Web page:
Magnetic Resonance Imaging to Locate and Characterize Prostate Cancer
This study will examine the usefulness of an imaging procedure called dynamic contrast-enhanced magnetic resonance imaging (DCE-MRI) for localizing and characterizing prostate cancer. For this test, a medicine is injected into a vein and the MRI measures how the medicine flows through the prostate gland. The measurements provide information about the blood vessels in the prostate gland, which provides other information about the cancer. Several needle biopsies are performed during the procedure, and the results of the biopsies are compared with the information from the DCE-MRI.
Men 18 years of age and older with suspected or confirmed prostate cancer may be eligible for this study. Candidates are screened with a medical history and physical examination, blood test, and review of tumor pathology.
Participants undergo DCE-MRI and needle biopsies of the prostate. The day before and the morning of the procedure, patients are given an antibiotic called Levofloxacin. They also have a small enema the morning of the test. A local anesthetic is then given in the area around the prostate to numb the tissue and decrease any discomfort from the procedure. A tube is placed in the rectum to obtain better pictures of the prostate gland during the imaging. During the scan, the patient may be asked to breathe air that contains higher concentrations of oxygen and carbon dioxide than are in room air. The MRI scans guide the physician in selecting areas of the prostate to biopsy. For each biopsy, a needle is placed through the rectum into the prostate gland. When the needle is in place, a small tissue sample is withdrawn. This procedure is repeated until 4 to 10 biopsies are taken. During the procedure, which lasts about 1 hour, the patient lies on his stomach on a stretcher.
Patients who are planning to undergo surgery or radiation treatment for their cancer at the NCI may have up to four 1-mm non-reactive gold markers placed in the prostate during the DCE-MRI procedure. The markers are left in place to help target the radiation treatments and to show where the biopsies were taken if the prostate is removed.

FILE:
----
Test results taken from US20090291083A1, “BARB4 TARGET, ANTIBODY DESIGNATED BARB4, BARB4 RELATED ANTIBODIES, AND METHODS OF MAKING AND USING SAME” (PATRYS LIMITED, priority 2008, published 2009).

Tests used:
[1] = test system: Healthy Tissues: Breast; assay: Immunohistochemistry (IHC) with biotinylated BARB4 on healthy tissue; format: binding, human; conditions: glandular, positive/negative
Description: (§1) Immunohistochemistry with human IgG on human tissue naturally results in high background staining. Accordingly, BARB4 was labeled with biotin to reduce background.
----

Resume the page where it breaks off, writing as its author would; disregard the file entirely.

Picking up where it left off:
At the end of the procedure, the patient is moved to a bed to recover and may get up and urinate after about 30 to 60 minutes. After a period of observation, the patient is discharged home with a dose of antibiotic to take the next day.
Some patients may be asked to repeat the MRI and biopsy procedure during or after their treatment for prostate cancer to help investigators learn whether the MRI test is still helpful after treatment. Repeat testing is optional.
|Official Title:||A Prospective Histopathologic Study of Dynamic Contrast Enhanced MRI for Prostate Cancer Delineation and Characterization With the APT-MRI System|
|Study Start Date:||April 2004|
Accurate spatial delineation and biologic characterization of tumors within the prostate gland by non-invasive means, such as MR imaging, stands to impact the spectrum of prostate cancer care. At present there are no imaging techniques that can accurately delineate tumor extent. With dynamic contrast enhanced MRI (DCE-MRI), signal intensity can be plotted over time for various regions of interest within the prostate, and reflect physiological parameters such as tissue perfusion, blood flow, vascular density and vascular permeability. Preliminary studies suggest that malignant tumors demonstrate a more rapid and intense uptake of contrast, as well as a more rapid washout compared with the normal peripheral zone. However, histopathologic confirmation of these findings has been limited.
This study strives to establish a correlation between K(trans) calculated from DCE-MRI data and the corresponding tissue histopathology. This will be achieved by acquiring needle biopsies with the APT-MRI (Access to Prostate Tissue under MRI-guidance) system in accurate spatial and temporal reference to DCE-MR images. The study will accrue 80 patients over a 2-year period with the primary analysis relating K(trans) to the probability of malignancy using Generalized Estimating Equations.
Patients who have undergone a TRUS-guided biopsy for suspected prostate cancer or patients with a pathological diagnosis of prostate cancer will be potential candidates for enrollment. Prior to the procedure, blood will be drawn and urine collected to measure PSA level and for protein profiling. Patients will then undergo endorectal coil MR imaging of the prostate gland, including conventional anatomic imaging and dynamic-contrast-enhanced MRI. During MR imaging, 4 to 10 needle biopsy cores of the prostate will be obtained using a trans-rectal needle guide system (APT-MRI). The ability to obtain prostate biopsy cores from all prostatic subzones and sites of interest will be documented, as will the overall procedure time and acute toxicities associated with the procedure. Histopathology and laboratory results of needle core biopsies will be compared to corresponding DCE-MRI measurements, prior TRUS-biopsy results, and/or prostatectomy specimens. This procedure may be repeated at a later time through the patient's course of observation, therapy, or follow up.
This is not a therapeutic trial. Patients admitted to this protocol will only be admitted to other protocols of experimental treatments if they also specifically meet the eligibility criteria for those protocols. Patients may derive benefit from the MRI-guided biopsy, which will be stated in the protocol consent document.
|United States, Maryland|
|National Institutes of Health Clinical Center, 9000 Rockville Pike|
|Bethesda, Maryland, United States, 20892|
|Principal Investigator:||Kevin A Camphausen, M.D.||National Cancer Institute (NCI)|